World Bulletin / News Desk
Kenyan President Uhuru Kenyatta, who arrived in Juba earlier Wednesday, has asserted that his country would continue supporting the government of South Sudanese President Salva Kiir.
Speaking at a press conference before wrapping up his hours-long visit, Kenyatta said his talks with Kiir had touched on the efforts exerted by the Intergovernmental Authority on Development (IGAD) to mediate a peace deal between Juba and rebels loyal to sacked vice-president Riek Machar.
The meeting focused on efforts to implement a cessation of hostilities agreement signed by the two rivals in January and set a mechanism for monitoring peace and stability in the nascent country, the Kenyan leader said.
The conflict in South Sudan escalated in mid-December after Kiir accused Machar of plotting a coup against his presidency.
The violence has already claimed more than 10,000 lives.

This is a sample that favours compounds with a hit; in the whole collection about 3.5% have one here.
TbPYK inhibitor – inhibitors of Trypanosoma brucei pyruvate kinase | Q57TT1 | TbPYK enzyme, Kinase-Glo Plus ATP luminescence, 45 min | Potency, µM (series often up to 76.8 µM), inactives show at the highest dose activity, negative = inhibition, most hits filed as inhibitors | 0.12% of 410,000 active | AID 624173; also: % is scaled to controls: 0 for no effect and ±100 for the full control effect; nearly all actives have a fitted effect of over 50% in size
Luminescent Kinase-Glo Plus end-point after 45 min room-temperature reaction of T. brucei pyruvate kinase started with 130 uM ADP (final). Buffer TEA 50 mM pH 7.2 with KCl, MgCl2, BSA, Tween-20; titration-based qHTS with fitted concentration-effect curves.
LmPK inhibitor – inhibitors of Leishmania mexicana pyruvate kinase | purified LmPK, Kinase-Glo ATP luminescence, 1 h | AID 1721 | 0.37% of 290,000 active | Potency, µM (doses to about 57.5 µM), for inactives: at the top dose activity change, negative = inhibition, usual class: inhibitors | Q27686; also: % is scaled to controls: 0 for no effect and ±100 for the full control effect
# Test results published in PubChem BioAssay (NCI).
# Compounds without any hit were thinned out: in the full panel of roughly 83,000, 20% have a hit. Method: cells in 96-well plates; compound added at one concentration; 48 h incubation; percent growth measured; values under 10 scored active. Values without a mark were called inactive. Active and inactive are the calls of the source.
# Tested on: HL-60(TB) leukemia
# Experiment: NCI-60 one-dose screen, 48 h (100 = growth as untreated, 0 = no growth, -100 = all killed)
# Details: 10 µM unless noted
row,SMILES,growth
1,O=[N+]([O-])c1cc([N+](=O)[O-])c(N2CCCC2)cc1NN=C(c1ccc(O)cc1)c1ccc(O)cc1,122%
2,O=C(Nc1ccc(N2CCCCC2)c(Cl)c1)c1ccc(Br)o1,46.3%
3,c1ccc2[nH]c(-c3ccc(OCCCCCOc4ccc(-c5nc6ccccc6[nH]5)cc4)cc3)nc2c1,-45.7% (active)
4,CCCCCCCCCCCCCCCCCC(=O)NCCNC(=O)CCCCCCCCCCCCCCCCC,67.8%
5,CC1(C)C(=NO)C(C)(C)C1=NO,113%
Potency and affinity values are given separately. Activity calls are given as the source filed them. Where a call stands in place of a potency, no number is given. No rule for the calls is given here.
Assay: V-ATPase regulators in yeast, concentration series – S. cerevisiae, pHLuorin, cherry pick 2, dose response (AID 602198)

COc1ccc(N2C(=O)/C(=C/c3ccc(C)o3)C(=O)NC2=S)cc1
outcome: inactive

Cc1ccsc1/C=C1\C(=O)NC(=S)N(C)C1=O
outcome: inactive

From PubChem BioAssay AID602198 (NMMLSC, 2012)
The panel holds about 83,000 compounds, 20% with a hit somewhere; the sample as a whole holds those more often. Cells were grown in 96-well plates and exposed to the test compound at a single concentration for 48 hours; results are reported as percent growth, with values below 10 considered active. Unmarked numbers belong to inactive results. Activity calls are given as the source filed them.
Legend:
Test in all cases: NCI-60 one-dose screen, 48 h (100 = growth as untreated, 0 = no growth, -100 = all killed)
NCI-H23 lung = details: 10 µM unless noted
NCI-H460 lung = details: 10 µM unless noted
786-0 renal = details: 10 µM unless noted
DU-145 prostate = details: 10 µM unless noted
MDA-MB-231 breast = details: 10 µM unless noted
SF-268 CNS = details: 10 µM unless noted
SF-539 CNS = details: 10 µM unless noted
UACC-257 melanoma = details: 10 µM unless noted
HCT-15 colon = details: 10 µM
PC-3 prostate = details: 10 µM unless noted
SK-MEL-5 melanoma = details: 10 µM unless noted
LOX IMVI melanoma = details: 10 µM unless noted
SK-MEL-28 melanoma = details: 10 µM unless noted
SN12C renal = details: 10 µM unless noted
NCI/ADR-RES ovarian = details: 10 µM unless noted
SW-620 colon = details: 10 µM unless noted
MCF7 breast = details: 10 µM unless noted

The UN estimates that some 3.7 million South Sudanese are now "severely food insecure," while more than 867,000 have been displaced by the fighting.
Following a month-long first round of talks in Addis Ababa, the warring rivals signed a cessation of hostilities agreement in January.
A second round of talks kicked off last Tuesday in the presence of Ethiopian Prime Minister Hailemariam Dessalegn. The two sides, however, made no progress amid an exchange of accusations over who had violated the cession of hostilities deal.
The rebel delegation last week appealed to IGAD mediators to put pressure on Juba to halt "attacks" on rebel-held areas.Last Mod: 26 Şubat 2014, 17:16